Some pretty disturbing new facts were put into the public debate today by the journalist who dealt with the authors during the initial rebuttal process: .

    My take on the facts of the matter is at . Check out the authors’ own charts (scroll down to Figures 1-4).

    The key thing to notice is that despite each of their four big-picture sugar indictors showing upward trends, the authors managed to conclude that sugar consumption declined substantially over the 30 years to 2010.

    So, sugar consumption in Australia has “an inverse relationship” with obesity, the Australian Paradox! Yeah, right.

    The authors were advised of the serious if really basic errors in their paper in March, and they published an equally shoddy rebuttal in “Nutrients” in April.

    In my opinion, it’s simply unreasonable for the University of Sydney scientists to allow their spectacularly false conclusion – “an inverse relationship” between sugar consumption and obesity! – flowing from negligent data analysis teamed-up with an incompetent peer-review process to sit uncorrected in a science journal, misinforming scientists and nutritionists across the world via the Internet many months after the real facts have become clear.

    Given the unreasonable delay in correcting the scientific record already, one of the questions reasonable people now are asking is when does an inadvertent series of major errors – and a spectacular-but-false conclusion – deliberately left uncorrected become a scientific hoax? Any thoughts, anyone?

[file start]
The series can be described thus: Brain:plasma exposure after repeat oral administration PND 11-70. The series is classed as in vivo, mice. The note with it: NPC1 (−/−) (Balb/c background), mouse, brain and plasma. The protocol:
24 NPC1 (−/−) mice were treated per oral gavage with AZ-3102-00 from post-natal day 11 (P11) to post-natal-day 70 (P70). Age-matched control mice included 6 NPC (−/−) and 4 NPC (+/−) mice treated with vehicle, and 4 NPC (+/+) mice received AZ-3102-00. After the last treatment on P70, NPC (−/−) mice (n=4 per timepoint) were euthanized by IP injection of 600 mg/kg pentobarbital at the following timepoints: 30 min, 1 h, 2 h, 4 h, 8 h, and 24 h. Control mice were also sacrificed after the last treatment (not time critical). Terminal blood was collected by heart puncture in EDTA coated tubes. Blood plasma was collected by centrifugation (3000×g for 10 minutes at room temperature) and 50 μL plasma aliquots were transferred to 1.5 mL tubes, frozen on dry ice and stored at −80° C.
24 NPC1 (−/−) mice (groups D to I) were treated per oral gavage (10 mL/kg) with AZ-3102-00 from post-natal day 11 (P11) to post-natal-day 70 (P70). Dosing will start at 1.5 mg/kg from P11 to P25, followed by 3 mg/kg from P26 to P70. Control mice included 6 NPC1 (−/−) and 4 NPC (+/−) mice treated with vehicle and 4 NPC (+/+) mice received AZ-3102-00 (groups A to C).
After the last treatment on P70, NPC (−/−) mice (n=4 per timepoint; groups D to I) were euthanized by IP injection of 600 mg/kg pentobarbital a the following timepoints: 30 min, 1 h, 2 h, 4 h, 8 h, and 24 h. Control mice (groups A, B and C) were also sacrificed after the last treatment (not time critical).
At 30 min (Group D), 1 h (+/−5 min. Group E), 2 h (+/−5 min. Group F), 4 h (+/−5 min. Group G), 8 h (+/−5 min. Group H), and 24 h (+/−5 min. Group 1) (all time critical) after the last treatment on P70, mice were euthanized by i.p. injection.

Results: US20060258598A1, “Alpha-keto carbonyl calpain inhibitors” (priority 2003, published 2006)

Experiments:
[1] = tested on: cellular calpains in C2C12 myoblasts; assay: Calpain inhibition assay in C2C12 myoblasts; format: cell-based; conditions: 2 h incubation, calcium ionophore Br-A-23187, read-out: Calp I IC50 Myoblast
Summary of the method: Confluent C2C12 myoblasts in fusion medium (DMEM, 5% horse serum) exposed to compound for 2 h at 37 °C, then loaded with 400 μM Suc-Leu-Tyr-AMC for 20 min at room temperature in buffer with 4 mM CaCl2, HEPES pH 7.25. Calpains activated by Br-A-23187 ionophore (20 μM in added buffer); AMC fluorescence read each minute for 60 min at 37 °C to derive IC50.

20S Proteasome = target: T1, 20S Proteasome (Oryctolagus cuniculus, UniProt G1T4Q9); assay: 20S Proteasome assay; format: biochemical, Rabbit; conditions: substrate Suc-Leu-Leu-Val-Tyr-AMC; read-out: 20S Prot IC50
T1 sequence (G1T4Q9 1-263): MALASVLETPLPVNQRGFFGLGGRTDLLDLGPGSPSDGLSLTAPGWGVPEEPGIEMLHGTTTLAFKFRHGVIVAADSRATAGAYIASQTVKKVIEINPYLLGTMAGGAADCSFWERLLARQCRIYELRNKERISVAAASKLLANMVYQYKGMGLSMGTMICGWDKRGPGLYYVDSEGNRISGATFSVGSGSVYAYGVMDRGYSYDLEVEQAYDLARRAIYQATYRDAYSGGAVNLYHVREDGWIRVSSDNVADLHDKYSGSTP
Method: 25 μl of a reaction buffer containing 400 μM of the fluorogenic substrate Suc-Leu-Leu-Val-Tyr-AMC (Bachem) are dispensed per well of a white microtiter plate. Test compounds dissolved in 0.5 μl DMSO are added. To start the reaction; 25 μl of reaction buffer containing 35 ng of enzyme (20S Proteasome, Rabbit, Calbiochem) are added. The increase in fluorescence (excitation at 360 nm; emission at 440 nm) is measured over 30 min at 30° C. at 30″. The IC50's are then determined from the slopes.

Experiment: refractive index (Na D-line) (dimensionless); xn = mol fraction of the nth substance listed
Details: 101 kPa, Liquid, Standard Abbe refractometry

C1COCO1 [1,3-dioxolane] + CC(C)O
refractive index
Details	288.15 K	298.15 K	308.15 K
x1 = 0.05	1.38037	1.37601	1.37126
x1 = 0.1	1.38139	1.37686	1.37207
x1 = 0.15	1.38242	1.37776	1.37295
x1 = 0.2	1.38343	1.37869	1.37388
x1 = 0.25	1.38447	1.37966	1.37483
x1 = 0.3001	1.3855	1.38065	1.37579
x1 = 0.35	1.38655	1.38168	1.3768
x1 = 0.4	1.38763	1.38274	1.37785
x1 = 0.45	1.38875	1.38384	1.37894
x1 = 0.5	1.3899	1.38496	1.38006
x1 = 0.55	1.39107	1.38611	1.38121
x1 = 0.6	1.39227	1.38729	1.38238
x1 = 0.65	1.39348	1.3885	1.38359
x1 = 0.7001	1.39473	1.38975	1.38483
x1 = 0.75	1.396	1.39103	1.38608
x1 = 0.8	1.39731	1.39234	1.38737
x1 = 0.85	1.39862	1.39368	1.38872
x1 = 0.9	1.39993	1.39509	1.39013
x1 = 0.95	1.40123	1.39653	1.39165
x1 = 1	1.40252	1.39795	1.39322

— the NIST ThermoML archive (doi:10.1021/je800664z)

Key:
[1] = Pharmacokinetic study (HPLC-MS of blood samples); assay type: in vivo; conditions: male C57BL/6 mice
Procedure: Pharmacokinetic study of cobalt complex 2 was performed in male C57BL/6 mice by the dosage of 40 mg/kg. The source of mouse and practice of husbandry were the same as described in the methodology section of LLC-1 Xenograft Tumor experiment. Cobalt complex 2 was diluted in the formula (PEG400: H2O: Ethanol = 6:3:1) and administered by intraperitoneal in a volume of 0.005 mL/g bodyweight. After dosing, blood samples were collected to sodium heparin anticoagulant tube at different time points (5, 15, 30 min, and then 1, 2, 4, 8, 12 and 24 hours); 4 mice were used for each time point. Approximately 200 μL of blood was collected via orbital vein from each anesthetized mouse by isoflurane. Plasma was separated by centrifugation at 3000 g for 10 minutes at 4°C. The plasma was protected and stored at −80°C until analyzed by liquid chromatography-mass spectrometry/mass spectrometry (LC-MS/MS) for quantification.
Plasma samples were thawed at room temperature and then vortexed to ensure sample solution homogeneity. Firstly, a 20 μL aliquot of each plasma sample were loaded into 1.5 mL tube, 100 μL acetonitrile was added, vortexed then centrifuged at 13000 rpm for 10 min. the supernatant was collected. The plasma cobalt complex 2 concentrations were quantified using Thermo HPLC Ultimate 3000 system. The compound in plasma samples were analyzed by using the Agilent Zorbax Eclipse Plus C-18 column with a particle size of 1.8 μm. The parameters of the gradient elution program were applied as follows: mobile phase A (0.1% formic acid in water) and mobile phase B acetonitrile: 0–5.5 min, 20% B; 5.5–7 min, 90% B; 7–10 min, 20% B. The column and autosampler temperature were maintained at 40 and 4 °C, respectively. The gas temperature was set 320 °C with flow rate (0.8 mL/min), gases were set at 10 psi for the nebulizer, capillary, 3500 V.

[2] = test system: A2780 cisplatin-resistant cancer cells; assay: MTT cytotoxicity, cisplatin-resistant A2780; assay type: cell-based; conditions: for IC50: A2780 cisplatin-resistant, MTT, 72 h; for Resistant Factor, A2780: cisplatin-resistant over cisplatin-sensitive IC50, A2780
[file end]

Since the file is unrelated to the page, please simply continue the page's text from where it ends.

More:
1. I recall numerous studies in the fifties claiming no adverse effects of smoking. The scientists that prostituted themselves then were typically paid by the tobacco industry. It would be nice to know who sponsored the research described in the sugar paper.

  4. I just want to note that the question about the “first author”, made to Zhao, makes no sense in Math community. Usually the authors appears in alphabetical order.

  5. We only require a corresponding author to sign the form but we have started copying all authors on decision letters. This means that the CA has to provide emails to us for all authors and they could provide false emails but it’s a start. We have found some issues this way without having to hold up the paper while we track down the authors for a copyright form.

  6. If a wrong conduct is simply an error or if it is a fraud depends not at last on the motiv. Has anyone got a clue which sinister motif could possibliy be behind takin some more persons on the authors list?